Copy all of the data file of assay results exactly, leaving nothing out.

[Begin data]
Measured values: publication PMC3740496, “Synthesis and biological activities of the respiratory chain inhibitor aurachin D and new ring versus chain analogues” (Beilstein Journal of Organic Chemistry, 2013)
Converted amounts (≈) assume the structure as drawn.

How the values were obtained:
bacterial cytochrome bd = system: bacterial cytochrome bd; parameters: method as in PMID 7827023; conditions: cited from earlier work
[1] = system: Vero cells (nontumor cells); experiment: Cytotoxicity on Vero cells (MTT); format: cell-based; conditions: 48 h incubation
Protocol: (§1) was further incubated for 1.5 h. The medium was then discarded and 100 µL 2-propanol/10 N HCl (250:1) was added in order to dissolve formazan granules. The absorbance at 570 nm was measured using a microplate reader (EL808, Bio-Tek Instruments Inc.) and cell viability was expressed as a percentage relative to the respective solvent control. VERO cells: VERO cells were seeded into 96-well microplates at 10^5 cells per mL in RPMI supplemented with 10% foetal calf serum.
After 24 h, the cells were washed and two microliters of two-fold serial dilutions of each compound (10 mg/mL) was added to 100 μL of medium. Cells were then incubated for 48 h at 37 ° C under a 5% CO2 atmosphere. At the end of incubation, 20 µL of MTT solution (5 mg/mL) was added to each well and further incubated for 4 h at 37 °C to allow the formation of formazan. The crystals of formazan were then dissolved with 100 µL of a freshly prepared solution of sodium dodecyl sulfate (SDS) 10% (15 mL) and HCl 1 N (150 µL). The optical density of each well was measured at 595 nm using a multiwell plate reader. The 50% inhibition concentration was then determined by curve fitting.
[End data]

Measured values: publication PMC3740496, “Synthesis and biological activities of the respiratory chain inhibitor aurachin D and new ring versus chain analogues” (Beilstein Journal of Organic Chemistry, 2013)
Converted amounts (≈) assume the structure as drawn.

How the values were obtained:
bacterial cytochrome bd = system: bacterial cytochrome bd; parameters: method as in PMID 7827023; conditions: cited from earlier work
[1] = system: Vero cells (nontumor cells); experiment: Cytotoxicity on Vero cells (MTT); format: cell-based; conditions: 48 h incubation
Protocol: (§1) was further incubated for 1.5 h. The medium was then discarded and 100 µL 2-propanol/10 N HCl (250:1) was added in order to dissolve formazan granules. The absorbance at 570 nm was measured using a microplate reader (EL808, Bio-Tek Instruments Inc.) and cell viability was expressed as a percentage relative to the respective solvent control. VERO cells: VERO cells were seeded into 96-well microplates at 10^5 cells per mL in RPMI supplemented with 10% foetal calf serum.
After 24 h, the cells were washed and two microliters of two-fold serial dilutions of each compound (10 mg/mL) was added to 100 μL of medium. Cells were then incubated for 48 h at 37 ° C under a 5% CO2 atmosphere. At the end of incubation, 20 µL of MTT solution (5 mg/mL) was added to each well and further incubated for 4 h at 37 °C to allow the formation of formazan. The crystals of formazan were then dissolved with 100 µL of a freshly prepared solution of sodium dodecyl sulfate (SDS) 10% (15 mL) and HCl 1 N (150 µL). The optical density of each well was measured at 595 nm using a multiwell plate reader. The 50% inhibition concentration was then determined by curve fitting.